Multiple sclerosis is a chronic, lifelong disease that affects your spinal cord and brain. It causes weakness, numbness, and tingling. The disease can also affect your vision. Multiple sclerosis is a progressive disease, as symptoms can vary from time to time and recur. Neurologists use your exam and MRI images of the brain and spinal cord to make a diagnosis. Many medications can help slow or control MS attacks. Work with your neurologist to find one that is right for you. A neurologist can diagnose MS and treat it effectively with the right medications and treatments.

Summary Of Main Findings

Headache is one of the most frequent symptoms reported in the community. Adults who consulted for headache were likely to be of working age, and three-quarters were female. Their symptoms generally had a substantial impact and caused severe disability. Twenty-nine per cent had clinically important levels of anxiety or depression, with anxiety symptoms being more frequently a problem than symptoms of depression. Mean anxiety and depression scores were higher than expected for consulters in general practice, and comparable to patients with medically unexplained symptoms. Over half of headache consulters perceived their problem as physical. Referred patients linked more symptoms to their headache, and had stronger emotional representations, being more worried about and made more anxious by their headache symptoms. Referred patients consulted more frequently than the 98%of patients managed without referral to a neurologist. By extrapolating and weighting for the proportion of women consulting it was determined that headache consulters attend their GP more frequently each year than average in the UK .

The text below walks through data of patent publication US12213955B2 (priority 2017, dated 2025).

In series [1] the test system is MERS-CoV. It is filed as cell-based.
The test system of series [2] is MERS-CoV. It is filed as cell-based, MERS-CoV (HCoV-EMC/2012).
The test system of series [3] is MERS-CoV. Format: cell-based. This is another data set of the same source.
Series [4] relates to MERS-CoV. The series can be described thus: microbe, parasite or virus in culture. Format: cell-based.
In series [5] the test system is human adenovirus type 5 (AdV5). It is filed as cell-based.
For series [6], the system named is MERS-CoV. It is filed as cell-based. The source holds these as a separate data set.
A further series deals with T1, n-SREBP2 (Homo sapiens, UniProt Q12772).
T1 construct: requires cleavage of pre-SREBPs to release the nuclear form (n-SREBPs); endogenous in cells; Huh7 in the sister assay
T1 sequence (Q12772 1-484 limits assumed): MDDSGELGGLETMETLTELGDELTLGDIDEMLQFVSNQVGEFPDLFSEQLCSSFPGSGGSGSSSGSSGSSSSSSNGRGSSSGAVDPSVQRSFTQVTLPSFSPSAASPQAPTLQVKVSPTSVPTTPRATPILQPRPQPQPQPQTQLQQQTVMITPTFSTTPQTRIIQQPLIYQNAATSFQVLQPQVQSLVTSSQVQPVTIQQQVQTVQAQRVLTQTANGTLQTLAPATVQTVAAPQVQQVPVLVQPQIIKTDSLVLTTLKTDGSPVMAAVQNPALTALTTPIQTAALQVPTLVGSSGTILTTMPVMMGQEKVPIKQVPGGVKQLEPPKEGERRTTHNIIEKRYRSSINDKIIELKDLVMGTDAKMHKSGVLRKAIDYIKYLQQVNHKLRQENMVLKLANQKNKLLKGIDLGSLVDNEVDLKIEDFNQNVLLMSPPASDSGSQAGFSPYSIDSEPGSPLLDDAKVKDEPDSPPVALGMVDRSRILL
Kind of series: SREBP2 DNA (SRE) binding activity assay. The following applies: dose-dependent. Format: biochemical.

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Do Migraines Show Up On Ct Scan

Imaging tests rarely help. Health care providers see many patients for headaches and most of them have migraines or headaches caused by tension. Both kinds of headaches can be very painful, but a CT scan or an MRI rarely shows why the headache occurs. Having a CT scan or MRI also does not help ease the pain.

What To Expect During Your First Visit With A Neurologist

Should I See a Neurologist After a Work

When you see a neurologist, theyll likely do a physical exam as well as a neurological exam. This is to test muscle strength and coordination, rule out any other diagnoses, and get a sense of your overall neurological health.

Theyll take a detailed medical history and ask you questions about your migraine history, since migraine diagnosis is strongly linked to medical history and reporting of symptoms.

They may send you for additional tests if they want to rule out any other medical conditions. But to diagnose migraine, neurologists often go by patient report.